Tuesday, August 31, 2010

NY Governor Paterson Vetoes Roosevelt Island Governance Reform Legislation - Large Investment In RI, Interests of Residents and State May Differ

Image of August 2010 RIOC Board Of Directors Meeting

By coincidence, on the same day that the Roosevelt Island Operating Corp (RIOC) took it's first step to get government out of the retail leasing and management business by issuing the Roosevelt Island Main Street Master Leaseholder RFP, New York State Governor David Paterson clamped down on the RIOC governance reform legislation sponsored by Assembly Member Micah Kellner by vetoing it. The bill, A10392, provided according to Mr. Kellner:
...that Islanders will have a greater role in the governing process—it opens up the corporation to the public and establishes the principle that Island residents must have a say in how the Island is run.

The legislation gives the public a role in the process of hiring the RIOC President — requiring the Board of Directors to consider at least three candidates for the job and to hold hearings allowing members of the public as well as Board members to interview the candidates. It requires that meetings of the Board of Directors be subject to the state’s open meetings law, and specifies that members of the public must have an opportunity to comment on all agenda items before the Board votes on those items.

The bill also provides that two of the public members of RIOC’s Board of Directors will be chosen upon the recommendation of the Speaker of the Assembly and the Temporary President of the State Senate—who will make their suggestions based on consultation with the local member of the Assembly and the Senate, ensuring input for the elected officials who are most answerable to Roosevelt Island residents...
Asked to comment on the Governor's veto, Assembly Member Kellner replied:
I am incredibly disappointed that Governor Paterson vetoed the RIOC reform legislation I introduced, and I vehemently disagree with the reasons he has given for his veto. By passing the reform bill with overwhelming margins, the legislature clearly communicated its intent that RIOC should be more open and accessible, and that Island residents should have a greater say in the Island’s decision-making process. RIOC’s decisions have a vastly bigger impact on Island residents than on anyone else, and the needs of those who live on the Island should outweigh the abstract concerns expressed by the Governor in his veto message.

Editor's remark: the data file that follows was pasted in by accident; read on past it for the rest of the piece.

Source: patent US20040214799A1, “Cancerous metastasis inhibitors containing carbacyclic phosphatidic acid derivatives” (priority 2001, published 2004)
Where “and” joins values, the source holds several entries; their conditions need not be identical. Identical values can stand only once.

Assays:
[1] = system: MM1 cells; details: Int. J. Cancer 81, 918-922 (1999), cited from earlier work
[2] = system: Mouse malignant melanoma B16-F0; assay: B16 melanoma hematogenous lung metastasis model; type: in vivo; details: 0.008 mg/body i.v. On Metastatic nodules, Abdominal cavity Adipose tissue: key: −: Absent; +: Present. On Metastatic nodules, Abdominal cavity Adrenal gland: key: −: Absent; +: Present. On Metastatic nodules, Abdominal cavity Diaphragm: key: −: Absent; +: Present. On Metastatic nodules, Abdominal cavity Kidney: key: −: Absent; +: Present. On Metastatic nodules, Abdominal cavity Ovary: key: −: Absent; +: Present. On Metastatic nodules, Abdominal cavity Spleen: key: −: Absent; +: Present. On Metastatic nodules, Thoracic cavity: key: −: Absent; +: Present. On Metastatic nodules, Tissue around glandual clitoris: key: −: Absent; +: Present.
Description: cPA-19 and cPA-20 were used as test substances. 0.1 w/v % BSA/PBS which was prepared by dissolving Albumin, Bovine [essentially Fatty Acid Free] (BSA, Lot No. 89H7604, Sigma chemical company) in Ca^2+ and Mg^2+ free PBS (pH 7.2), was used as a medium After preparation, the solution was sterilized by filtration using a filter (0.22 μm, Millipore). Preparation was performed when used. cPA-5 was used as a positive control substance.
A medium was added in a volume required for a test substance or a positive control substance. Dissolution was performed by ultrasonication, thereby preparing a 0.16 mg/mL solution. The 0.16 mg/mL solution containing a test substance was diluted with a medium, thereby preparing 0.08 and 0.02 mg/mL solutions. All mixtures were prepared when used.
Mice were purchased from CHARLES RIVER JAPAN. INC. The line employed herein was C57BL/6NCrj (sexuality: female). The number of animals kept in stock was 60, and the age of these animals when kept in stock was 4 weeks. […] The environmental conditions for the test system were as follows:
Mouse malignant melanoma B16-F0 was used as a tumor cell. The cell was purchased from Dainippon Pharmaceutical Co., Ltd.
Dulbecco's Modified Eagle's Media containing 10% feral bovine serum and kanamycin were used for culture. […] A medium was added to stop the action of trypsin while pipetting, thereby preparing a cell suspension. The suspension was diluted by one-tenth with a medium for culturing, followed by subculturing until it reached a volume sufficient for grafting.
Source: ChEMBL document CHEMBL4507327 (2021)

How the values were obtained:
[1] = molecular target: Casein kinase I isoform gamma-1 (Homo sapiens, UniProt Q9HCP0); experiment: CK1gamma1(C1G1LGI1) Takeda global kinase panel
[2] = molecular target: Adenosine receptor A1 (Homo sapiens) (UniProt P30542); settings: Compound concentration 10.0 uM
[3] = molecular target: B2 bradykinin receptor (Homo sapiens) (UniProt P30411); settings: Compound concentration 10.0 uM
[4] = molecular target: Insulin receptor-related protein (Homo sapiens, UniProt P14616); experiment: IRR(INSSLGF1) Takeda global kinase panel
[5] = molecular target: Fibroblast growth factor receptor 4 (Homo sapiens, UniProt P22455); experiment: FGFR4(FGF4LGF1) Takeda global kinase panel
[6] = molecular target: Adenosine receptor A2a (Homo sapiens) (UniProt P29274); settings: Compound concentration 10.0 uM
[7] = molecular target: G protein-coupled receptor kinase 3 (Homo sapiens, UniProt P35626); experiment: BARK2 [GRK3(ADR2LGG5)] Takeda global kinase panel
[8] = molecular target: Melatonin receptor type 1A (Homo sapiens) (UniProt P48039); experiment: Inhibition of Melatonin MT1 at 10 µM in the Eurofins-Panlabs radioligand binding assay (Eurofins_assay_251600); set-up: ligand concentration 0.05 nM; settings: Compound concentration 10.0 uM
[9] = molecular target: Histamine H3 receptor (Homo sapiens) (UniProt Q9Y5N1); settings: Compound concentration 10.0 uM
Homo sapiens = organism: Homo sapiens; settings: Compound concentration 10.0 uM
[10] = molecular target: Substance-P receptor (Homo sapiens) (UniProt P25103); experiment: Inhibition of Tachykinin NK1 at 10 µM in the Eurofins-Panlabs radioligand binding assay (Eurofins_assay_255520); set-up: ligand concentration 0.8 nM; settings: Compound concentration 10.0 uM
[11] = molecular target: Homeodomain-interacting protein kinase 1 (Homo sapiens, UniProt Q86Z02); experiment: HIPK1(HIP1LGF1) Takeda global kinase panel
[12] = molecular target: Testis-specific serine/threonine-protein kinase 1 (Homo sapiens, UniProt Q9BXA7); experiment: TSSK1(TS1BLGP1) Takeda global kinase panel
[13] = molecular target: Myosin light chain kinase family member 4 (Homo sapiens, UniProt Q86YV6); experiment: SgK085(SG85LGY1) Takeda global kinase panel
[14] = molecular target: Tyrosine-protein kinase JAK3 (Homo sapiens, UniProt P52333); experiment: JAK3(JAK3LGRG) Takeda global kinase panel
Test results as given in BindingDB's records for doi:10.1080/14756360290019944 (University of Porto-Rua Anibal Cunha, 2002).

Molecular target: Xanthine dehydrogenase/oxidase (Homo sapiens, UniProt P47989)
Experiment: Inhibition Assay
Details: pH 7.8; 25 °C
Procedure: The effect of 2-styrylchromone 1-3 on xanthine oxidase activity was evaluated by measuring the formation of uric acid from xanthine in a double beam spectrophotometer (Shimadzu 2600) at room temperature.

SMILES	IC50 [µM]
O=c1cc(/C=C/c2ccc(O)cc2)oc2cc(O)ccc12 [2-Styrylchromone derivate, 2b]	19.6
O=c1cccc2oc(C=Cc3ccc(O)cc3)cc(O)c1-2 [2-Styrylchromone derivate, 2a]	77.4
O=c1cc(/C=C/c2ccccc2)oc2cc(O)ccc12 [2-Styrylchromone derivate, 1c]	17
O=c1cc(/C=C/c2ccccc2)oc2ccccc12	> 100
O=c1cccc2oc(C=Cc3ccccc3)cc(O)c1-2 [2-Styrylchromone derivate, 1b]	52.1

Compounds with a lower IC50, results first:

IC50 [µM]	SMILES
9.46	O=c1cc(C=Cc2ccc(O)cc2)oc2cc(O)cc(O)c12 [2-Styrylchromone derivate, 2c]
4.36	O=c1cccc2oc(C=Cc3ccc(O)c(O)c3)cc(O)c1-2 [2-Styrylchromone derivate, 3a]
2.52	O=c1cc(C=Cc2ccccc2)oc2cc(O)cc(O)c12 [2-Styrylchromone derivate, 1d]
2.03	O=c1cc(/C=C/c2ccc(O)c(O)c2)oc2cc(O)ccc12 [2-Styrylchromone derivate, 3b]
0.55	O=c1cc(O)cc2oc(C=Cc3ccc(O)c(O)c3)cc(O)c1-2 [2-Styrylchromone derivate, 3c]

“By rejecting these common-sense measures, the Governor has set back the cause of open government and public authorities reform. Nonetheless, I will not stop fighting to open up RIOC and make it more accountable to the Island residents it serves. I will bring these reforms back as many times as it takes to make them a reality.
Governor Paterson's veto statement on the proposed Roosevelt Island governance reform legislation is below.
Roosevelt Island Governance Reform Veto


Anonymous said...

Given the leadership of the State Legislature, having them nominate board members may not have been such a great idea. By the way, the Governor's name is Paterson, not Patterson.

Anonymous said...

Kellner is such the politician. "I will continue to fight ... for as long as it takes." Don't you mean "... for as long as I think I can get votes from you folks?"

That bill was rediculous and anyone sitting in the Governor's chair would have vetoed it - including Kellner himself.

Anonymous said...

I hate to say it but I agree with Paterson's veto. Electing RIers only does not make a competent board. Just look at the current one. It's been a failure. What should happen is that there should be elections but the candidates should not be RI residents only.

Anonymous said...

I agree. A mixture of residents and non-residents would make a better board.